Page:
September 28, 2013

Symphony Silicon Valley: Past, Present, Near Perfect

Symphony Silicon Valley
By David Bratman

Christoph CampestriniSymphony Silicon Valley began its 12th season on Saturday, at the California Theatre in San José, without a gala or, really, without anything else to mark that it was a season-opener, other than the annual curtain-raiser of the national anthem. (I’d like to hear Stravinsky’s arrangement of that in this position sometime.)

Instead, this concert, without guest soloists but with many solos from within the orchestra, served to show off what the orchestra can do. The players must have been working hard over the summer, because there was no after-a-break flabbiness here. Christoph Campestrini, the Austrian guest conductor, took them straight into Glinka’s Ruslan and Ludmilla Overture, a piece that is always played with a tempo marking of “Too Fast,” to show how dashing the players can be. There was impressively little stumbling in this dynamic whir. The only lyrical theme was in the cellos. Playing with pointed accents, the cello section had here the first of many opportunities in this concert to display an advanced level of richness of tone and security of intonation that it has rarely achieved previously.

It was a bit daring of the program to evoke comparisons with the past by reviving this overture, a favorite piece of Leonid Grin, who directed the old San José Symphony in the 1990s. It was even more daring to make the main piece of the evening the Symphonie fantastique, by Berlioz, since a compellingly dramatic performance of this under Paul Polivnick, concluding the 2006 season, was one of the finest interpretations SSV has ever given. In both cases, the repertoire encourages a direct comparison between the orchestra’s present and its past.

The repertoire encourages a direct comparison between the orchestra’s present and its past.

Saturday’s Fantastique was also very good, just in a different way from the 2006 performance. Although Campestrini has done much opera work, his conducting here did not lean toward the dramatic. With his brush-cut appearance and a somewhat Schwarzenegger-like genial demeanor, plus a visually conspicuous habit of humming along with the music (fortunately inaudible, at least where I sat), he led a solid, secure performance that occupied vast tracts of musical landscape, spreading the symphony out until it felt as large as one by Mahler, and keeping any tendency to French fluttering firmly nailed to the ground.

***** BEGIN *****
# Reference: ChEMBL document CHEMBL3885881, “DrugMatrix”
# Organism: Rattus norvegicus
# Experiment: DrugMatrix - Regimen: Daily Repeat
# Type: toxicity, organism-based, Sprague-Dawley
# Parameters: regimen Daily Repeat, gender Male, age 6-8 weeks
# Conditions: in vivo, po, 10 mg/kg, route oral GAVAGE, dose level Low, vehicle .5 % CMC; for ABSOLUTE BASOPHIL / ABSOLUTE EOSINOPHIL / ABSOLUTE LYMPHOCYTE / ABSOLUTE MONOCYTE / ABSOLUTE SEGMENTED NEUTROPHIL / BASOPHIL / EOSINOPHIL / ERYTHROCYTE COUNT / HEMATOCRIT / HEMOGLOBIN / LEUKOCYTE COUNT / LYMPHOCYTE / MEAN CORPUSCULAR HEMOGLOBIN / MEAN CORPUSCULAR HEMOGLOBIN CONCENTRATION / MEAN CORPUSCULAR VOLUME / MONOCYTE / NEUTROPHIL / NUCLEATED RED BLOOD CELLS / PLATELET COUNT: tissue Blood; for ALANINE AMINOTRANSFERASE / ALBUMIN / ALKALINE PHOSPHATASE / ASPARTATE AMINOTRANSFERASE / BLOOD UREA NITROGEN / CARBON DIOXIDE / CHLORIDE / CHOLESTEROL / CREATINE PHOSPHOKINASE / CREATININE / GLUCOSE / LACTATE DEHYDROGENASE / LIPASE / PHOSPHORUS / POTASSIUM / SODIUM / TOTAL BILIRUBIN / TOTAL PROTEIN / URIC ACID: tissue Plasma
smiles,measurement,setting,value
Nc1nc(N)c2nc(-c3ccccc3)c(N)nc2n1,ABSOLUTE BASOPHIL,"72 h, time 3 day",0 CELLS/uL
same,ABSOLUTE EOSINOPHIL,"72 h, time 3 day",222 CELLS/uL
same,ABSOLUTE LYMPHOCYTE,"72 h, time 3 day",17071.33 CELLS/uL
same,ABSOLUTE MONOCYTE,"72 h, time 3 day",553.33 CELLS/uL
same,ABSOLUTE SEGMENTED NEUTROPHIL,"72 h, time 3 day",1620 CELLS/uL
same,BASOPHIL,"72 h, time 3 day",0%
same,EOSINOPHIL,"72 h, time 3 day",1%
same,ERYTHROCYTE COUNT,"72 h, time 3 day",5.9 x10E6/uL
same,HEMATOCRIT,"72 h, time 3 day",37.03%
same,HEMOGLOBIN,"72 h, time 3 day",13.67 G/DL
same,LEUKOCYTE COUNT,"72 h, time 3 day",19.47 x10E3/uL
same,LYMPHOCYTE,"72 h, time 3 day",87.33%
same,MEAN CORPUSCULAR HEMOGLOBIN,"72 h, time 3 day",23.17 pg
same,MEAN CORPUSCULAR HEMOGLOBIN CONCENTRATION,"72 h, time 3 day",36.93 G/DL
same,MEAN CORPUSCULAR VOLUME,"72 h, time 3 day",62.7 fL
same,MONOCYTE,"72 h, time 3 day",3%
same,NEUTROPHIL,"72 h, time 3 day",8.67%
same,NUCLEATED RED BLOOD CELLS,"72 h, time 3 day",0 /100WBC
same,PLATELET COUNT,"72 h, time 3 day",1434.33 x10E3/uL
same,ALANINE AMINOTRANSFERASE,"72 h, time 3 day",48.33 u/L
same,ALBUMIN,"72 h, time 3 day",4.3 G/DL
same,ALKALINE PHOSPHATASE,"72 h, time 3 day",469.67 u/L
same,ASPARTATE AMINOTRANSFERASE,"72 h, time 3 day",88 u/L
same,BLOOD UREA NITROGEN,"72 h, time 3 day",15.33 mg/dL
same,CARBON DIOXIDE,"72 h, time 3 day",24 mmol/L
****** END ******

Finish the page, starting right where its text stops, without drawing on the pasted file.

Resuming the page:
A particularly distinct example of these came in the conclusion to the “Scene in the Country” third movement. After opening with a fine duet of Deborah Shidler’s offstage oboe and Patricia Emerson Mitchell’s onstage English horn, at the end the English horn alternates its shepherd’s theme with interruptions from four timpani (in the role of a thunderstorm). This performance was no distant echo occurring in pauses, as it’s often performed. Instead, the timpani were vivid and close-up. They and Mitchell took their turns in a good, orderly Germanic way.

Lines floating along and twisting together during the dreams and reveries of the first movement had a richness of sonority … that was most gratifying.

Much other good wind work was heard, notably a rare bit of cutting loose in the properly harrowing squeal of Michael Corner’s clarinet in the “Witches’ Sabbath” finale. The honor of the evening, however, belonged to the strings. Lines floating along and twisting together during the dreams and reveries of the first movement had a richness of sonority in all the sections that was most gratifying to hear from this orchestra.

Campestrini’s conducting style was less successful in the remaining work, the Lieutenant Kijé Suite, by Prokofiev. This is a quirky, deliberately awkward piece with offhanded military rigidity clattering around and falling over itself. It needs a light, clever hand on the baton. The stolidity of Campestrini’s approach gave the impression he didn’t see anything funny in the music, for all his genial smiles. It was far too close to being dull. I don’t believe I’ve previously heard a performance that included grand ritardandos at the ends of some of the movements, as if this were a work of heft instead of one of whimsy.

Some good playing was evident here, nevertheless, starting with principal trumpet James F. Dooley, who gave the nasal offstage cornet introduction. The sound was a little desiccated. There was only minimal opportunity for the strings to show their quality in this dry music. Unfortunately, not all of the fluffs and missed cues were those written into the score by the composer. By far the most fluid and comfortable solo work came from David Henderson in the lyrical passages on saxophone.

David Bratman is a librarian who lives with his lawfully wedded soprano and a wall full of symphony recordings.